AIF to de-risk investment and catalyse private sector growth

Mr. Ofori-Atta

Mr. Ofori-Atta

Africa’s infrastructure in its impressive growth rates in the last decade in most countries.

The African Development needs to remain huge with unmet financing gap between US$130 and US$170 billion annually, despite the Bank (AfDB) seeking to partner with leading global development finance institutions to establish a mutualised co-guarantee platform to de-risk investments and facilitate projects that have the capacity of transforming the continent under the Africa Investment Forum (AIF).

The bank is positioning the AIF, scheduled for South Africa, November 7-9, as a platform to improve the ease of doing business in Africa by advancing and promoting investment friendly regulations. AIF will also champion ethical business practices in Africa.

Mr Ken Ofori-Attah, Minister of Finance, described the upcoming forum to de-risk lending to prod investment growth on the continent plagued with huge population and inadequate infrastructure as a smart way of doing business.

He said with the advantage of a huge continental market, future resources and a yawning gap in savings and investment needs, de-risking Africa’s economy is a positive pointer to the investor community that, “Resources can be deployed properly into productive ventures, catalyse growth and pay back such investments.”

The Finance Minister said some $40 trillion or so of investment capital was not cascading into the continent and AfDB/AIF approach to get better and prepared bankable projects and bait investors of vested integrity for the needed development to flourish was apt.

Meanwhile, speaking at a roadshow on the AIF held in Abuja, this week, the Special Advisor to the Nigerian President and Coordinator of the country’s Economic Recovery and Growth Plan (ERGP) Unit, Folarin Ayalande said Nigeria was ready for investment but lack of affordable and long-term finance remains a major constraint.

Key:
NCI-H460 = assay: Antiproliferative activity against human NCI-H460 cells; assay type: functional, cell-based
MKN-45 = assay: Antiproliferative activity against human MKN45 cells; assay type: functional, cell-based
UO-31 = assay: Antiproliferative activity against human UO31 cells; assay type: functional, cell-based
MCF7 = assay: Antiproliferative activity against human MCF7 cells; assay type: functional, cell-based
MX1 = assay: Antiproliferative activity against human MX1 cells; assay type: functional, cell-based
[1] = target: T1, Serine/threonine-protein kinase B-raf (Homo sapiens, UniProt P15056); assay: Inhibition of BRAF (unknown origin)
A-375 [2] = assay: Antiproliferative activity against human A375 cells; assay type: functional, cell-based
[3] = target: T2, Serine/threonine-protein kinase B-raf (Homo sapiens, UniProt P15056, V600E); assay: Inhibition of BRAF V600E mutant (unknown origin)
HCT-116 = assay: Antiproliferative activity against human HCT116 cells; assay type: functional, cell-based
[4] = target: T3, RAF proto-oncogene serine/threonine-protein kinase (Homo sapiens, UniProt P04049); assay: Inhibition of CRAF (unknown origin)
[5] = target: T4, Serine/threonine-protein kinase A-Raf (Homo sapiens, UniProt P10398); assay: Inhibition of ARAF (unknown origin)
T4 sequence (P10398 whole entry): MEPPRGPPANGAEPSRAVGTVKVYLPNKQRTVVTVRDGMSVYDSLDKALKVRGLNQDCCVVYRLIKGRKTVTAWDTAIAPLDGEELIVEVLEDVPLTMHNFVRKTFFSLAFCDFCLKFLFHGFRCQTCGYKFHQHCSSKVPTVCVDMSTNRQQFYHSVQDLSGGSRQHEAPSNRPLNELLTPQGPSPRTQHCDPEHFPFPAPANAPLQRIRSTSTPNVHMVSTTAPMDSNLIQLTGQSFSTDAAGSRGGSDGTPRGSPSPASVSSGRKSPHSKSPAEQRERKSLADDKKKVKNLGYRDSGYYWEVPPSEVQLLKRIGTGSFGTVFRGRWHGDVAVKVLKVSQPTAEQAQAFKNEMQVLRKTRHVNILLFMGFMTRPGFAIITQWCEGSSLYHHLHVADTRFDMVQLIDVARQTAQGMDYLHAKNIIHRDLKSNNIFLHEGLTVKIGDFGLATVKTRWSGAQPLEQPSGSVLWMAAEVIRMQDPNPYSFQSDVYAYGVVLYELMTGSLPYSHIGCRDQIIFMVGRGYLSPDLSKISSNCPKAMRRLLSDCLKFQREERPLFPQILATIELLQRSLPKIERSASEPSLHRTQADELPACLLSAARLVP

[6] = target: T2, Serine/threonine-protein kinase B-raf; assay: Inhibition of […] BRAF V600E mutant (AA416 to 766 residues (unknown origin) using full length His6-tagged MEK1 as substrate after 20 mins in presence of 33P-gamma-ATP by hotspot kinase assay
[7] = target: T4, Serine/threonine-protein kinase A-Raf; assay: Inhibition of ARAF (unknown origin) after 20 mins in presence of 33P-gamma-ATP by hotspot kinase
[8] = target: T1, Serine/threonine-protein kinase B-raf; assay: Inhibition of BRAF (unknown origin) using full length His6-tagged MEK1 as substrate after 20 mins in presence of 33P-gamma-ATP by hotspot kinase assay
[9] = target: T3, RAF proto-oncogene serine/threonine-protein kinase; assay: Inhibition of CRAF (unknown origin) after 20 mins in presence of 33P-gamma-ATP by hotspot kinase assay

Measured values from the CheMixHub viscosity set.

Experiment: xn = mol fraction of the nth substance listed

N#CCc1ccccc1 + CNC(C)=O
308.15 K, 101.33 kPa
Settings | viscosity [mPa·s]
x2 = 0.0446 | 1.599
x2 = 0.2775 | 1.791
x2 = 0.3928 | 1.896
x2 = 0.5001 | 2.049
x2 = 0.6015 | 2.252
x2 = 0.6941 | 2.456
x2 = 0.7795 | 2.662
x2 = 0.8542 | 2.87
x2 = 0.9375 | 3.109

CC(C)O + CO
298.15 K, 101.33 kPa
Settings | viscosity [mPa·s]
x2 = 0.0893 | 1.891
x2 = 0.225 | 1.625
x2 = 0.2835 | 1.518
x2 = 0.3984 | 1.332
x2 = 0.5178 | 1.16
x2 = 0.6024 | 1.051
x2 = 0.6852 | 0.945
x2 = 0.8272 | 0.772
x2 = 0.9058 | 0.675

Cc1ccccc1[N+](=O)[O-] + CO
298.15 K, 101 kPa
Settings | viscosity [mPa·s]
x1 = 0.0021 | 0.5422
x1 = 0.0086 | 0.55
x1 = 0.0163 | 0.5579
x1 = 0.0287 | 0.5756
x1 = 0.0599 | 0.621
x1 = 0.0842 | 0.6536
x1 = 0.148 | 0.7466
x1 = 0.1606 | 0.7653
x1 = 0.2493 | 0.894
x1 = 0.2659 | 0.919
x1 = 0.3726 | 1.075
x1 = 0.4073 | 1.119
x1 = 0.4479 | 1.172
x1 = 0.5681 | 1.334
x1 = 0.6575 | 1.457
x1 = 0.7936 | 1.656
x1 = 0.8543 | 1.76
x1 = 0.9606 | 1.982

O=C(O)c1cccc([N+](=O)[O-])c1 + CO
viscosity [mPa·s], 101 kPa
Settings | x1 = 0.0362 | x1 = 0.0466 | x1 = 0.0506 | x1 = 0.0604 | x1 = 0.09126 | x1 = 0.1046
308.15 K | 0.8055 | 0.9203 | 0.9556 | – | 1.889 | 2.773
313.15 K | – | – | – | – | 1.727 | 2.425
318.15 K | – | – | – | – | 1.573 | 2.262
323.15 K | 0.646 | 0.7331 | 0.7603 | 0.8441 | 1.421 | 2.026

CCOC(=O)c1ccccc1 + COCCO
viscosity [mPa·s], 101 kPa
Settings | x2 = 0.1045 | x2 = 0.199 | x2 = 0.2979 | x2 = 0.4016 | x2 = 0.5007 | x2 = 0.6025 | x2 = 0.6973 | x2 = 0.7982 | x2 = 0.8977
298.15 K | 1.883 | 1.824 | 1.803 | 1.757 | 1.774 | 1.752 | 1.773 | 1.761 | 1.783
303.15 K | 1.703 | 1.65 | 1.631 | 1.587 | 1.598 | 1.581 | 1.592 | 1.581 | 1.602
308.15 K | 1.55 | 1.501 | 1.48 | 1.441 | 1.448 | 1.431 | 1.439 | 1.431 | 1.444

He described the lending de-risking component of AIF as a game changer and assured of the support of the Nigerian government. New approaches are required to deliver on the country’s development targets, with a focus on private sector-led growth, he added.

“Nigeria’s economic recovery and growth plan requires billions of dollars of investment to deliver on its growth and job-creation targets. We will collaborate with the private sector and the AIF by targeting opportunity-driven entrepreneurs by upgrading skills, developing business clusters and economic corridors. These are critical factors to developing a buoyant and productive industrial sector in Nigeria,” he said.

“I am particularly delighted to learn that the AIF will not be another talk show but a platform with convening power to bring different players together to explore investment opportunities for the transformation of the African continent. We have talked enough and must now start to act,” he said.

Senior Director for Nigeria Country Office of the African Development Bank, Ebrima Faal, stressed the critical need to change the current funding mix and create partnerships to finance infrastructure and other projects in Africa.

“Nigeria’s infrastructure cumulative financing needs are estimated to reach US$3 trillion by 2044 or about US$100 billion annually. This is all happening at a time when public sector finances are extremely pressured,” Faal said.

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